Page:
City Club is what happens when 60s beach rock time travels and gets 80s synth happy. On an album produced under former Strokes frontman, Julian Casablancas, and his record label Cult Records, its anticipation meets expectations.
At first listen, it isn’t hard to believe that Julian Casablancas laid his hands on this, with Stroke-like riffs different from old school Growlers “Uncle Sam’s A Dick” twang. It also isn’t hard to tell the switch from surf beats to a more indie outlook. Though it isn’t love at first listen, it’s a good kind of confusion that soon becomes a dancematic party revving album with brief, sad moments. The Growlers deliver their cleanest album yet and explore new boundaries in their sound and lyricism since Chinese Fountain.
The opening track titled after the album itself kicks off with a modernistic dance beat, a cool and sophisticated ease into a west coast metropolitan night scene. Different from happy upbeats and abrupt randomness heard in previous albums, The Growlers’ songwriting appears to be more grown up with tracks like “When You Were Made”, where they seem to be talking to someone going through their parents’ divorce. In other tracks like “Night Ride”, the band addresses the departure of their former drummer, Scott Montoya.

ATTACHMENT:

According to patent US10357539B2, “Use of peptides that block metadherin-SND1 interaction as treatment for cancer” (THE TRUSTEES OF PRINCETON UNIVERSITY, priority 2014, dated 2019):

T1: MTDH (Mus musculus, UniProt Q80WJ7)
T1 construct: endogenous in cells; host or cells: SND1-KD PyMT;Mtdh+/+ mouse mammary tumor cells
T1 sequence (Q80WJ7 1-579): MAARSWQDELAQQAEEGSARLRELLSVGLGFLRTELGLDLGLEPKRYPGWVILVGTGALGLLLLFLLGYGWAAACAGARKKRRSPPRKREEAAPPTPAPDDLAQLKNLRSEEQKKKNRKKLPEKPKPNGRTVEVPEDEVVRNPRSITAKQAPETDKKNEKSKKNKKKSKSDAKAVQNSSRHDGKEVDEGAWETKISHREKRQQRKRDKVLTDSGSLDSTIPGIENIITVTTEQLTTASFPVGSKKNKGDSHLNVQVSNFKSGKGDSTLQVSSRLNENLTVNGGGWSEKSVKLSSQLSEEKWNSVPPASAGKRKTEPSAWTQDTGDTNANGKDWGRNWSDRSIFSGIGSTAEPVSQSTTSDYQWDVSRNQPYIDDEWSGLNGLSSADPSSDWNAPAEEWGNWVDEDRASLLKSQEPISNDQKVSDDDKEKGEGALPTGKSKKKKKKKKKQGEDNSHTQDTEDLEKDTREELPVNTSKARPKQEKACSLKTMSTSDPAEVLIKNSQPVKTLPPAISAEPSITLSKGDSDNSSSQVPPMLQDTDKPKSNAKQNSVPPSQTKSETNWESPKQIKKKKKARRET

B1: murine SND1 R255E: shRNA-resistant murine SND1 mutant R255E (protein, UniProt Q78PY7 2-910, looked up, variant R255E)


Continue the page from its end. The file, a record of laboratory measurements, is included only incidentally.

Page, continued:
The drums are tighter, riffs crisper, and the keys more prominent. Brooks Nielsen’s vocal dynamics remain the same, maintaining his rough, grungy signature sound. Other tracks like “World Unglued” give off an 80s gamer-type vibe, while “Too Many Times” features Julian Casablancas himself ultimately leading us to a freeway riding jam, “Speed Living”.
Seemingly out of an 80s dance club, City Club stands out by moving back from their Californian beginning and into the modern world while bringing their straw hats and surfboards with.
Key Tracks: I’ll Be Around, Night Ride, Too Many Times
RIYL: The Oh-Sees, Allah-Las